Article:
NUCLEAR WATCHDOGS CHALLENGE ENVIRONMENTAL STUDY
EARTHQUAKE ANALYSIS “NOT WHAT THE COURT ORDERED”
(Knoxville, TN) The National Nuclear Security Administration received strong pushback from citizen watchdogs in comments sent to the agency on Friday, August 14, 2020, in response to the Final Supplement Analysis (SA) prepared by the agency to analyze the risks of earthquakes on its enriched uranium operations at the Y-12 National Security Complex in Oak Ridge, Tennessee.
The Oak Ridge Environmental Peace Alliance and Nuclear Watch New Mexico submitted comments on the Final SA urging NNSA to step back from its plan to issue an Amended Record of Decision and to prepare a Supplement to the 2011 Y-12 Site-Wide Environmental Impact Statement or a new SWEIS instead.
‘This is the third Supplement Analysis prepared by NNSA since 2011,” noted OREPA coordinator Ralph Hutchison. “The first two were vacated by the federal court last September as a result of our lawsuit. The judge ordered NNSA to prepare, at a minimum, a new Supplement Analysis for the Y-12 facility that included an earthquake analysis.”
The Final Supplement Analysis, released in July by NNSA, limits its environmental analysis to three facilities at Y-12 rather than consider the entire facility; it also limits consideration of impacts from an earthquake to radiological releases only and their impact on human beings only.
“This analysis falls far short of being a serious analysis of the risks to the workers, the public and the environment that would result from a serious earthquake in or near Oak Ridge. It also falls for short of the “hard look” necessary to satisfy the National Environmental Policy Act,” Hutchison noted, “and it contains numerous references to the studies necessary to do a thorough analysis that will not be completed until the end of next year—2021.”
OREPA and Nuclear Watch New Mexico renewed their calls for NNSA to halt construction of the Uranium Processing Facility bomb plant until they have the required legal environmental studies for the entire enriched uranium program.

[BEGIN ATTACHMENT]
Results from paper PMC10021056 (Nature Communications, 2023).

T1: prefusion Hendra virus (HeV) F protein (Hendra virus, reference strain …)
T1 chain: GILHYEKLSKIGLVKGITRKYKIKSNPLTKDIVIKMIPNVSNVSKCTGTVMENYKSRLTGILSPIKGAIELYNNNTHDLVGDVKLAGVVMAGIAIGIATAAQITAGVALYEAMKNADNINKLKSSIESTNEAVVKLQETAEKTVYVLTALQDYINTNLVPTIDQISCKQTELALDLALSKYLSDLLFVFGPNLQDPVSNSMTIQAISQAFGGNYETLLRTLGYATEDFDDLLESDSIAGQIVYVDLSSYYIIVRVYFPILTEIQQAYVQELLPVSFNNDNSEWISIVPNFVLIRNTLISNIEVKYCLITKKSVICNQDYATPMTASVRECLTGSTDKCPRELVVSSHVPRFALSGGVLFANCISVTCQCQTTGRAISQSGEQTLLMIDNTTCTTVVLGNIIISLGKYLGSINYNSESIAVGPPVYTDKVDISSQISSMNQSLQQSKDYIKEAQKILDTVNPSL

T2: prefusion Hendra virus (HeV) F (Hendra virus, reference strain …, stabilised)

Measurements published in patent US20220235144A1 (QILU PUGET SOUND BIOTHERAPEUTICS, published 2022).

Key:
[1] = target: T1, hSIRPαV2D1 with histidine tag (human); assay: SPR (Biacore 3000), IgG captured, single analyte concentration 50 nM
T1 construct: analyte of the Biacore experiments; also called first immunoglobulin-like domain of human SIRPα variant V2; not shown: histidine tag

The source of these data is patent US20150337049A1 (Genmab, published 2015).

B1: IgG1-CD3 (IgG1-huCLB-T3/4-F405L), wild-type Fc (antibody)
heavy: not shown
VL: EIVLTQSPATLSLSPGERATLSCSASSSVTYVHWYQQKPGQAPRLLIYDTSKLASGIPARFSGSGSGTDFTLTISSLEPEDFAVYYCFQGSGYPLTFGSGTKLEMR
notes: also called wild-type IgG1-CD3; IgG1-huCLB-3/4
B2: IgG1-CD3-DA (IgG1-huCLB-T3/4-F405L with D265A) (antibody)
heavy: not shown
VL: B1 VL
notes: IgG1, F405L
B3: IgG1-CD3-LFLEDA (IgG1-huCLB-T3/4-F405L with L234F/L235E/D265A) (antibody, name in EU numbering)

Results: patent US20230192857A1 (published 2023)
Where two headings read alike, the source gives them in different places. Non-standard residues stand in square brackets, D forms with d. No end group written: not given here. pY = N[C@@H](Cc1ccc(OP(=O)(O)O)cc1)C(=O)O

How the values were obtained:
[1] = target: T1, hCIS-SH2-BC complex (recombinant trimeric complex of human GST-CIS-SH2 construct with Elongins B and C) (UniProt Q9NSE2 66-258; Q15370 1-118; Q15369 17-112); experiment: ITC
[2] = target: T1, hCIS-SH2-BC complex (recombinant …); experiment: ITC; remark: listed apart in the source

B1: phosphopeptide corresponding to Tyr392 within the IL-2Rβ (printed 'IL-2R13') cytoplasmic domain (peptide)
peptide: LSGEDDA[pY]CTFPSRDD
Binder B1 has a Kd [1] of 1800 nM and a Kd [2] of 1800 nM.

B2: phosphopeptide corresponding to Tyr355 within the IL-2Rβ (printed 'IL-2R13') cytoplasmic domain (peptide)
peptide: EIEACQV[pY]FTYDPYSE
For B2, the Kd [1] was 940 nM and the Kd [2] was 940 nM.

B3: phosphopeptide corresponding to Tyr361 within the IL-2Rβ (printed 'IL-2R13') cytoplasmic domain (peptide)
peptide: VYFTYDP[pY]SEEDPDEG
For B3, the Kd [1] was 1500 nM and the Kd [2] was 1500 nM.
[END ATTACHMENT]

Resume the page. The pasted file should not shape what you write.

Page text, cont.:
“This program can’t be separated,” Hutchison said. “The UPF part of the plan depends on NNSA continuing to use, for twenty or thirty more years, the old buildings that do not meet environmental and seismic standards. These buildings are unsafe for workers and pose a significant risk to the public in the event of an earthquake.
“Why does that matter? Because the East Tennessee Seismic Zone is the second highest activity seismic zone in the country. Just in the last ten days, a 5.1 magnitude earthquake occurred in North Carolina that was felt as far away as Florida. It was the largest earthquake in more than a hundred years.
“Continuing to conduct enriched uranium operations in unsafe and unstable buildings is just gambling with Mother Nature—gambling that a serious earthquake will not happen near Oak Ridge. Surely, if we have learned anything from the COVID-19 pandemic, it is that we can not ignore nature just because we think the risk is low—especially when the consequences will be devastating.”
OREPA and NWNM are calling for a thorough environmental impact study to gauge the risks and consequences of continuing to produce nuclear weapons components in unsafe, deteriorating facilities for twenty more years on a site that is already a Superfund site.
The comments submitted to NNSA on Friday include the assessment of Dr. David Jackson, Distinguished Professor Emeritus from the University of California Los Angeles, past president of the Seismology Section of the American Geophysical Union, and Science Director of the Southern California Earthquake Center. Dr. Jackson noted that NNSA “failed to address serious environmental issues that I have raised twice,” before enumerating four separate issues NNSA has refused to look at.
Pointing out that NNSA has not yet completed the actual studies that would allow it to assess the performance of the aging facilities, Jackson noted: “NNSA continues to rely on promised future engineering and seismological studies as if they were completed and their conclusions were known and validated.”
The full text of OREPA and NWNM’s comments can be found here.